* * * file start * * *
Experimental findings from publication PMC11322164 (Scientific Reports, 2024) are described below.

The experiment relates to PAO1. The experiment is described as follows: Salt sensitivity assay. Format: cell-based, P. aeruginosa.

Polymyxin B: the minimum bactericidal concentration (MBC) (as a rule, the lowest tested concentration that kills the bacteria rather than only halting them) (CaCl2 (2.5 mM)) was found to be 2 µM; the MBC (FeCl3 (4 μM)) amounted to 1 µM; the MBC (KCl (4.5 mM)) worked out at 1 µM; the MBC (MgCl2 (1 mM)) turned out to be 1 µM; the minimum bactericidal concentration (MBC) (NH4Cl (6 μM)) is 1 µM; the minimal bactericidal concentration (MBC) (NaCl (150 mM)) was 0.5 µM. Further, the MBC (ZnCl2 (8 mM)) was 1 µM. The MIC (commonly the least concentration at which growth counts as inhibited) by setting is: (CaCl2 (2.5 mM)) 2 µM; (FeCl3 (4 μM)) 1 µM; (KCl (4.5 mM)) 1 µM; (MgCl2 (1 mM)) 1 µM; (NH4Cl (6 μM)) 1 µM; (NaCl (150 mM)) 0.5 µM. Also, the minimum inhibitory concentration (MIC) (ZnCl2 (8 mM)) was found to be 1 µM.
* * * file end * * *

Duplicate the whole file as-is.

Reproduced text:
Experimental findings from publication PMC11322164 (Scientific Reports, 2024) are described below.

The experiment relates to PAO1. The experiment is described as follows: Salt sensitivity assay. Format: cell-based, P. aeruginosa.

Polymyxin B: the minimum bactericidal concentration (MBC) (as a rule, the lowest tested concentration that kills the bacteria rather than only halting them) (CaCl2 (2.5 mM)) was found to be 2 µM; the MBC (FeCl3 (4 μM)) amounted to 1 µM; the MBC (KCl (4.5 mM)) worked out at 1 µM; the MBC (MgCl2 (1 mM)) turned out to be 1 µM; the minimum bactericidal concentration (MBC) (NH4Cl (6 μM)) is 1 µM; the minimal bactericidal concentration (MBC) (NaCl (150 mM)) was 0.5 µM. Further, the MBC (ZnCl2 (8 mM)) was 1 µM. The MIC (commonly the least concentration at which growth counts as inhibited) by setting is: (CaCl2 (2.5 mM)) 2 µM; (FeCl3 (4 μM)) 1 µM; (KCl (4.5 mM)) 1 µM; (MgCl2 (1 mM)) 1 µM; (NH4Cl (6 μM)) 1 µM; (NaCl (150 mM)) 0.5 µM. Also, the minimum inhibitory concentration (MIC) (ZnCl2 (8 mM)) was found to be 1 µM.